Peter’s Gardening Tips for May

Is this the ‘Merrie month of May?’ I really hope so, although this is truly a troublesome Springtime.

Snow, frost, wind and rain with you in the north of England, Ireland and Scotland and near drought conditions in the South-East of England….

Don’t worry lovely weather is on it’s way- honestly!

The flushes of fresh leaves especially on the trees are divine, bluebells, blossom on trees, bird song fills the senses. Up north the trees are only just leafing!

‘‘And after April, when May follows, and the white -throat builds, and all the swallows – Hark!!
Where my blossomed pear-tree in the hedge leans to the field and scatters on the clover
Blossoms and dewdrops – at the bent sprays edge – That’s the wise thrush, he sings each song
twice over, lest you should think he never could recapture, the first fine careless rapture! ‘’




What to do now

Tackle what you can and in whatever order suits you!

  • Re sow if germination of vegetables has been patchy or non-existent, quite often later sown crops have a habit of catching up!
  • Potatoes if you haven’t planted any it’s not too late. Many garden centres are selling them off half-price along with onions/shallots.
  • Plant courgette seeds, pumpkins, squash, runner and climbing beans but put somewhere warm and protected to germinate. Greenhouse/windowsill these are tender seedlings and cold sensitive.
  • Sow salad crops every three weeks to give a continuous supply.
  • Dead head daffodils, tulips, feed and allow to die off naturally.
  • Blind daffodils – lots this year due to wet cold August last year. Feed now with Bulb Booster, or Bone Meal. Lift and divide in July/August and replant if you haven’t got hundreds.
  • Sharpen mower blade if your grass cut looks ragged on the edges.
  • Tie in fresh new growth of climbing plants, Roses and Clematis.
  • Put in plant supports for herbaceous plants to encourage bushy, later flowering plants (Chelsea Chop), do it this month.
  • Feeding important for any plants in containers, fruit trees and bushes.
  • Prune Camellias after flowering to keep a neat shaped plant.
  • Prune any shrubs that have finished flowering as the month goes on – Forsythia, Viburnums, Rhododendrons.
  • Weeds – remove when you see them!
  • Seed sowing of wildflowers. Any spare bare earth in a sunny position is worth sprinkling some seeds on to encourage bees, butterflies, hoverflies in your garden or allotment.
  • Thin out vegetable seedlings.


Dawn Chorus – International Dawn Chorus Day is the first weekend of the month. Check out

IDCD on-line for events close to you. Open your ears to something truly special – get to recognise which bird is making which sound and why. Find out about some of the smallest birds which fly 3000 miles just to breed here before flying back to South Africa!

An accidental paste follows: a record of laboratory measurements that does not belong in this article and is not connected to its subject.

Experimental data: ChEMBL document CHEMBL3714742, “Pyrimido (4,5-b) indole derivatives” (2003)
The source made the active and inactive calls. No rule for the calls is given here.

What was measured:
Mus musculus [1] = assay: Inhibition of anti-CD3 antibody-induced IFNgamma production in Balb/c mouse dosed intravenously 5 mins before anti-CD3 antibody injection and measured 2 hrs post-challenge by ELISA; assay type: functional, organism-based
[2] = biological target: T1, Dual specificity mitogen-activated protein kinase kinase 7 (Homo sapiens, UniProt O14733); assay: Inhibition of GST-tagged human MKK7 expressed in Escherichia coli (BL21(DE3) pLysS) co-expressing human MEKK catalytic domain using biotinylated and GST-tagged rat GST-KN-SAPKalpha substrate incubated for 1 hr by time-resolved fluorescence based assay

Hedgehog Awareness Week

Hedgehog Awareness Week

Hedgehog Awareness Week – 3-9th May 2015.

Our garden friendly hedgehogs are in Serious trouble, see what you can do to help. The population has dropped from 30 million to approximately 1 million!

Wildlife Aid in Surrey check out ‘Harry the Hedgehog’. –

Support your local wildlife hospital wherever you live in this glorious country.

If we look after the bugs and beasties, the little critters will help look after us. The Great Circle of Life! We can’t live without them!



Observation of Spring, first Oak leaves, Swallows, Orange-tip Butterflies, the website is up and running for all your sightings. Back on BBC 2 25/5/15.

Whatever you do, make time to stop, look and listen. Watch the extraordinary life of nature going on around us.

Yesterday I saw a Blue tit having a fight with a Nuthatch, which was protecting its nest hole in an Oak tree. They both fell to the ground in a whirling mass of feathers, and the Bluetit won!

Visit gardens open with the National Garden Scheme, and National Trust Gardens. There is nothing better than doing some ‘horticultural espionage’ followed by tea and cake!

Enjoy- whatever the weather the wonderful spectacle of Spring . Don’t miss out on the Rhododendrons and Azaleas……….


Happy Gardening everybody!


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Peter Mills

I love everything to do with natural history, wildlife, biodiversity and of course horticulture - basically the big outdoors. I grew up with very good teachers namely my parents and my French grandfather who was a superb grower of vegetables. At Hadlow College I studied a three year OND in Horticulture. I had a market stall selling plants. Went onto wholesaling house plants to florists and garden centres across southern England. In 1986 I joined Clandon Park Garden Centre as manager. Whilst there I started my career as a gardening radio presenter with the BBC Southern Counties Radio. This continued for 15 years, building up valuable contacts with the RHS Wisley, live broadcasts from Chelsea & Hampton Court Flower shows, South of England & Surrey County shows etc. Since 1998 I have been self-employed, working as a Head Gardener and in private gardens . Through the RHS Advisory Department at Wisley I advise on horticultural problems in members gardens, including pest & disease problems, lawn-care advice, pruning of wisterias, fruit trees, roses, wildlife gardening, growing fruit & vegetables, creating wildflower meadows, identifying plants and control of pernicious weeds. I am an extremely lucky guy who loves what I do and the trade called Horticulture!

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